Or when sometimes in the middle of the night you happen to come across those perfectly silent pictures from NASA, visions of whole continents, of the curvature of Earth, and we obtain at last some perspective, some idea of our place in time and space. Obscurity has become a precious thing. It may even be the beginning of awe.
Maybe the first step in making sense of the ceaseless flow of the news is to remember not to drown in it. I liked Justice Scalia's puzzlement the other day at Tulane University when he was asked what had been the Supreme Court's response to all the criticism the court had taken during the country's 36-day post-presidential campaign presidential campaign. "The court has taken a lot of heat for it?" he said. "It's news to me. You must be under the impression we're watching these shows."
We are too easily swayed by the latest news bulletin and not by the oldest of revelations, by continuous coverage rather than continual truths--by new things instead of first things. A wise man once said that for every new book you read, you ought to read an old one. And if my comments today here are not as useful or as coherent as I might wish, I hope you'll take into account that, having watched so much Chris Matthews and Geraldo, I may have lost the power of consecutive thought.
But instead of asserting our difference from the spinning maelstrom that is electronic journalism, too often the print media now play the same pointless game. We tend to mix news and opinion, factoids and hunches, breaking news and infotainment, until there's no longer a clear distinction between what is known and what is suspected or just dreamed up.
I would be the last to deny that tabloids and junk TV have their uses. Even a blind hog finds an acorn now and then, but at least that critter has the great advantage of knowing that it is an acorn. The great advantage of all the specialized knowledge that is now available to us is much like the advantage of the medical specialist who can now immediately obtain a microscopic slide of some tissue and know it as never before. The great disadvantage of that is it may not give us the least idea of the whole human being, and the significance of that human being.
Even on those rare occasions when silence and solitude descend, and there is a chance that some still small voice may be heard, the great babble is likely to overflow through the never-sleeping, unblinking eye of the news, roaring through thought like a freight train bearing down on a horse and buggy.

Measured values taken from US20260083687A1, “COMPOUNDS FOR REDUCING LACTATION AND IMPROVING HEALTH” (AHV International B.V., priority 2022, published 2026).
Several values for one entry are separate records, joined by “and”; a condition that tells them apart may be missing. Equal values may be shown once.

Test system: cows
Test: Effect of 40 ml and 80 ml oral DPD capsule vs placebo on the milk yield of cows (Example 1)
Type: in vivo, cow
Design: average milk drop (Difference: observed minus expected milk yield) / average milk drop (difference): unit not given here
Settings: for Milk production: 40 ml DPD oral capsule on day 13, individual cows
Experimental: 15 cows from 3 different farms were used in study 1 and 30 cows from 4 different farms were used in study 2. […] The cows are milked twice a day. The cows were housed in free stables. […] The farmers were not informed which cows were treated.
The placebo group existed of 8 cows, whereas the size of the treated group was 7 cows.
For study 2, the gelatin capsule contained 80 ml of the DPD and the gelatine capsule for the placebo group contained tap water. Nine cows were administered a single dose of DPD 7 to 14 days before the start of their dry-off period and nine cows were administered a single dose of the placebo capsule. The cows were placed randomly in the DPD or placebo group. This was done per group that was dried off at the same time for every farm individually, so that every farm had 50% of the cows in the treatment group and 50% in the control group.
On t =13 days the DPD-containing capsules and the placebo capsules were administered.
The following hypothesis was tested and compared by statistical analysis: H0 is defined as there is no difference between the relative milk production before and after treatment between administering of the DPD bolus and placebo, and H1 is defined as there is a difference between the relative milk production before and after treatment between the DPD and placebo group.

If we are to find a thread of meaning, journalism needs to go to a second, deeper level of conception. We'll have to treat events and ideas not in isolation, not within the boundaries of a single story, but in a context beyond their own transience. It means going back to the roots of our ideas, if we can still find those roots.
What a rare luxury civilized thought has become. Where is our Murray Kempton? The lovely, mindful niche he left behind in American opinion remains unfilled. William F. Buckley can only do so much, you know.
Consider the mental fog that descended after the strange story broke about Bob Kerrey's service in Vietnam. There was a lot of arguing over fact, which theoretically we should be able to ascertain without argument. The fog of the news quickly succeeded the old fog of war and the fog of time. The phrase War Is Hell was repeated like a mantra as if it were reason and justification instead of only description.
In Little Rock, the young editorial writer who was drafting our editorial on the subject visibly touched all the bases on this issue again and again without reaching home, that is, a conclusion. I suggested he just stop writing and just sit quietly and think about it for a while, and sort it out in his own mind because, unfortunately, those two activities, writing and thinking, seem to have become quite separate.
As often happens, there was really little new in all that news. The best light on this story about Bob Kerrey and about Vietnam was shed by the past, that storehouse of light. In another cruel civil war of another time, when wanton atrocities were being committed by the other side, an American commander led his forces into hostile territory knowing that at the slightest sign from him, or even by his silence, his troops would turn into a murderous mob intent on vengeance. So he issued a general order in unambiguous language forbidding "barbarous outrages upon the unarmed and defenseless."
"It must be remembered," he told his troops, "that we make war only upon armed men, and that we cannot take vengeance for the wrongs our people have suffered without offending against him to whom vengeance belongeth, and without whose favor and support our efforts must all prove in vain." Signed, R.E. Lee, General, Chambersburg, Pennsylvania, June 27, 1863.